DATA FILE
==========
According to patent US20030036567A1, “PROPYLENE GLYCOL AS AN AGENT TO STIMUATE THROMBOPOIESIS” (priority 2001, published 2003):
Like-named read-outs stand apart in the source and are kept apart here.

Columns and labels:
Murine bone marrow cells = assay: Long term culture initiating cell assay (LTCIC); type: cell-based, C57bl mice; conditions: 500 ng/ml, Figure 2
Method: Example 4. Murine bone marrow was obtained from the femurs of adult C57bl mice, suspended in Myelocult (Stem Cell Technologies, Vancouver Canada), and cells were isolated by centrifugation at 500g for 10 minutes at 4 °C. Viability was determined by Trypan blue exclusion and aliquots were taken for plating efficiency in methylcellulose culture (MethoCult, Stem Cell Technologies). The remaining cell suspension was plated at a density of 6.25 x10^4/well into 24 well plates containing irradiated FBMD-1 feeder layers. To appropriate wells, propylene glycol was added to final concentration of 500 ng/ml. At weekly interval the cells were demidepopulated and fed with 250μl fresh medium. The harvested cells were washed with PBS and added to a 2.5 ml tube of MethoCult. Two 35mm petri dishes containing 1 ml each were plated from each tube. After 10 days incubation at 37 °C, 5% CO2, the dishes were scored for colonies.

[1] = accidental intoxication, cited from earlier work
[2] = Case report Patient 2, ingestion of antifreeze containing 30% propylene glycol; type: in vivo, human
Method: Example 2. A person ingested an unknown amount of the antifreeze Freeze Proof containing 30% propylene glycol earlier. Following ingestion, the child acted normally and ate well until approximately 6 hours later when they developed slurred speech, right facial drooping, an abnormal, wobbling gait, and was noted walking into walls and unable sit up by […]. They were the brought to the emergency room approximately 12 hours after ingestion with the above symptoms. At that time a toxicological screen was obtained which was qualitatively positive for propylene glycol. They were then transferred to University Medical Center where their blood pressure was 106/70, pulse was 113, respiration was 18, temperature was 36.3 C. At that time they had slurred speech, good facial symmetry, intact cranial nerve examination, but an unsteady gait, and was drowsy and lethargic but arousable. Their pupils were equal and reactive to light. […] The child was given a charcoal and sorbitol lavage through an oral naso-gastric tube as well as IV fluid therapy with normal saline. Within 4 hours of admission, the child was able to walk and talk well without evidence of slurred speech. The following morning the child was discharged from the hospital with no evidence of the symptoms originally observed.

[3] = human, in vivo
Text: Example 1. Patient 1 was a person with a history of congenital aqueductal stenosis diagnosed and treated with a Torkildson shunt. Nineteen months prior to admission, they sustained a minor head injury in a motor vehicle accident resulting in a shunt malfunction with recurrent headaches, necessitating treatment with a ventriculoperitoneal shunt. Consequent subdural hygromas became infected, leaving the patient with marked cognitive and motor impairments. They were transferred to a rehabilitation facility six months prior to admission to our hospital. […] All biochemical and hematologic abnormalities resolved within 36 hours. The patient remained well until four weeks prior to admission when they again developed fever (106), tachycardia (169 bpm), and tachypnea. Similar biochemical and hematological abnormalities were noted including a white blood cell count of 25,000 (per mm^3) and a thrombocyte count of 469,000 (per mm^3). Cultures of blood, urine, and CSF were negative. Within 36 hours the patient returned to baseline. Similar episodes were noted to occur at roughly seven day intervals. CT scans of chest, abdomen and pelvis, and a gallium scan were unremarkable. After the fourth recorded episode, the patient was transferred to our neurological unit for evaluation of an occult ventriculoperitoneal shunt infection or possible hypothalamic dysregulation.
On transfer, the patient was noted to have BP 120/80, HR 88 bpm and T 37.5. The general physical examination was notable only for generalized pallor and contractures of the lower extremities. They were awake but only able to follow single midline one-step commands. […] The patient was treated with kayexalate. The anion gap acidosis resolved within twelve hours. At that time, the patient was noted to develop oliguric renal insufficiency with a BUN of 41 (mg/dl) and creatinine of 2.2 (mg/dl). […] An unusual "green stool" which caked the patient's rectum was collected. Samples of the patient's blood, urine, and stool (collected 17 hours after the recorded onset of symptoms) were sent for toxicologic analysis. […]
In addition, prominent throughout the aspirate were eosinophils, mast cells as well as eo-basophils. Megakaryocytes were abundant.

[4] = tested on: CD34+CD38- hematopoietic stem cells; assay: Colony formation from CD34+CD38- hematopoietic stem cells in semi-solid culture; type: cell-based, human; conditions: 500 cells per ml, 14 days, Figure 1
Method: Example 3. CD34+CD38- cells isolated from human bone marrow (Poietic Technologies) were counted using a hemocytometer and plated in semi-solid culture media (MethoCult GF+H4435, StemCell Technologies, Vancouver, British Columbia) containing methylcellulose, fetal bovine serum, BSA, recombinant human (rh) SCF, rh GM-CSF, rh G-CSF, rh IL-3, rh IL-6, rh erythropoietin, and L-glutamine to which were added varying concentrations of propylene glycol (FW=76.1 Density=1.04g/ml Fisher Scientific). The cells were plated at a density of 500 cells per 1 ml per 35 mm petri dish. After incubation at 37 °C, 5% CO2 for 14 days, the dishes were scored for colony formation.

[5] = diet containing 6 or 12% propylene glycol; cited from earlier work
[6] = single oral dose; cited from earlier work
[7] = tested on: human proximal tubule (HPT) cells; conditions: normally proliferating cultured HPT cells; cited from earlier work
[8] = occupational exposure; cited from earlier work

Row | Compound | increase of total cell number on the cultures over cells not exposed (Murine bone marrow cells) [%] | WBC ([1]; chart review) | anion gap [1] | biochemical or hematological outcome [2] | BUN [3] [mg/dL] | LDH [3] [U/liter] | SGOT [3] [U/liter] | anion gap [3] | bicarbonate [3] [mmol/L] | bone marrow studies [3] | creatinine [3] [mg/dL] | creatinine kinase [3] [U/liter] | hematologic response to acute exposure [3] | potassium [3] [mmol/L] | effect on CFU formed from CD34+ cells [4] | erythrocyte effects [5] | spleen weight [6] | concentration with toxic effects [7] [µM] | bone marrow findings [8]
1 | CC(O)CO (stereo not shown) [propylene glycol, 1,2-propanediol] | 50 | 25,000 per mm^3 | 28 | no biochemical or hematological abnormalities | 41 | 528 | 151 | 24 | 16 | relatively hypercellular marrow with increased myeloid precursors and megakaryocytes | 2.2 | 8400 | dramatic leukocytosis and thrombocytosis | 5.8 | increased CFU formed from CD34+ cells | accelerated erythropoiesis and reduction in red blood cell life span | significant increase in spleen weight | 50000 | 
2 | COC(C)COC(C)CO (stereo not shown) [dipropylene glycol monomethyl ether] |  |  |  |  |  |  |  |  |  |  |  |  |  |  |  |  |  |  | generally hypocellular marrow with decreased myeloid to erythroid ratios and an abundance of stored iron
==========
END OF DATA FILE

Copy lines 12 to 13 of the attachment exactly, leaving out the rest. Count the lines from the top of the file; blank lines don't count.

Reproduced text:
In addition, prominent throughout the aspirate were eosinophils, mast cells as well as eo-basophils. Megakaryocytes were abundant.

[4] = tested on: CD34+CD38- hematopoietic stem cells; assay: Colony formation from CD34+CD38- hematopoietic stem cells in semi-solid culture; type: cell-based, human; conditions: 500 cells per ml, 14 days, Figure 1